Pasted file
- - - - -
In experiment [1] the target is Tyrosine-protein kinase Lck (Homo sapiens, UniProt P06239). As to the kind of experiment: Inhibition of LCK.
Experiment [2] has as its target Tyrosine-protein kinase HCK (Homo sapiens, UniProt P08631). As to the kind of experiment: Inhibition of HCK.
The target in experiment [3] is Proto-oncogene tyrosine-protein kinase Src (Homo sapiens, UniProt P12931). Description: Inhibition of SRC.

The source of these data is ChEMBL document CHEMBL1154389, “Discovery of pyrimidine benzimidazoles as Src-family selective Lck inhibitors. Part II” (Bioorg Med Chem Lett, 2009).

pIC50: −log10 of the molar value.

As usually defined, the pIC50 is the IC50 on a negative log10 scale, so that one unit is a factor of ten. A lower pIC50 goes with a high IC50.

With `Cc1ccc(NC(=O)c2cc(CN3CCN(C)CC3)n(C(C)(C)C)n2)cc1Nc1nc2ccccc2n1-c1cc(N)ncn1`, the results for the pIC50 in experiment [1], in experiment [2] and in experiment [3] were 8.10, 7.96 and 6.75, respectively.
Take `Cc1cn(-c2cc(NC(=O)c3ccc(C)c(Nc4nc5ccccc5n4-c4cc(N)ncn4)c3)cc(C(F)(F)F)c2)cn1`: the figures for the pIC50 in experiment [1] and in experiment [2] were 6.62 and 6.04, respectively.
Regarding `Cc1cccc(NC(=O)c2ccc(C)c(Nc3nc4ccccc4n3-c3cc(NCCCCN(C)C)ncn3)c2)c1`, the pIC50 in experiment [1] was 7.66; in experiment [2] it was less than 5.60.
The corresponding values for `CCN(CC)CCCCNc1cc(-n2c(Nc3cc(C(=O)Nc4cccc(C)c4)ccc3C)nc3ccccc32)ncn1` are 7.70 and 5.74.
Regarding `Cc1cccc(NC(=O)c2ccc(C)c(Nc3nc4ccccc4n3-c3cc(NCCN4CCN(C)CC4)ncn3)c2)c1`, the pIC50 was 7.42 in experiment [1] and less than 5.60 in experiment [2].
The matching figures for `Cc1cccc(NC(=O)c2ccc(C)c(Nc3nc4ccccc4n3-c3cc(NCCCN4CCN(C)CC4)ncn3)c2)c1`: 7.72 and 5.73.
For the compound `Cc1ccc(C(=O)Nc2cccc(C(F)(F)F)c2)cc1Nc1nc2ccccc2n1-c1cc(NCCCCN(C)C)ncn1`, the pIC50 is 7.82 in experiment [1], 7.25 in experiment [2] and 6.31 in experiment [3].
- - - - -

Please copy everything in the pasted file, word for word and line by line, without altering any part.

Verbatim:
In experiment [1] the target is Tyrosine-protein kinase Lck (Homo sapiens, UniProt P06239). As to the kind of experiment: Inhibition of LCK.
Experiment [2] has as its target Tyrosine-protein kinase HCK (Homo sapiens, UniProt P08631). As to the kind of experiment: Inhibition of HCK.
The target in experiment [3] is Proto-oncogene tyrosine-protein kinase Src (Homo sapiens, UniProt P12931). Description: Inhibition of SRC.

The source of these data is ChEMBL document CHEMBL1154389, “Discovery of pyrimidine benzimidazoles as Src-family selective Lck inhibitors. Part II” (Bioorg Med Chem Lett, 2009).

pIC50: −log10 of the molar value.

As usually defined, the pIC50 is the IC50 on a negative log10 scale, so that one unit is a factor of ten. A lower pIC50 goes with a high IC50.

With `Cc1ccc(NC(=O)c2cc(CN3CCN(C)CC3)n(C(C)(C)C)n2)cc1Nc1nc2ccccc2n1-c1cc(N)ncn1`, the results for the pIC50 in experiment [1], in experiment [2] and in experiment [3] were 8.10, 7.96 and 6.75, respectively.
Take `Cc1cn(-c2cc(NC(=O)c3ccc(C)c(Nc4nc5ccccc5n4-c4cc(N)ncn4)c3)cc(C(F)(F)F)c2)cn1`: the figures for the pIC50 in experiment [1] and in experiment [2] were 6.62 and 6.04, respectively.
Regarding `Cc1cccc(NC(=O)c2ccc(C)c(Nc3nc4ccccc4n3-c3cc(NCCCCN(C)C)ncn3)c2)c1`, the pIC50 in experiment [1] was 7.66; in experiment [2] it was less than 5.60.
The corresponding values for `CCN(CC)CCCCNc1cc(-n2c(Nc3cc(C(=O)Nc4cccc(C)c4)ccc3C)nc3ccccc32)ncn1` are 7.70 and 5.74.
Regarding `Cc1cccc(NC(=O)c2ccc(C)c(Nc3nc4ccccc4n3-c3cc(NCCN4CCN(C)CC4)ncn3)c2)c1`, the pIC50 was 7.42 in experiment [1] and less than 5.60 in experiment [2].
The matching figures for `Cc1cccc(NC(=O)c2ccc(C)c(Nc3nc4ccccc4n3-c3cc(NCCCN4CCN(C)CC4)ncn3)c2)c1`: 7.72 and 5.73.
For the compound `Cc1ccc(C(=O)Nc2cccc(C(F)(F)F)c2)cc1Nc1nc2ccccc2n1-c1cc(NCCCCN(C)C)ncn1`, the pIC50 is 7.82 in experiment [1], 7.25 in experiment [2] and 6.31 in experiment [3].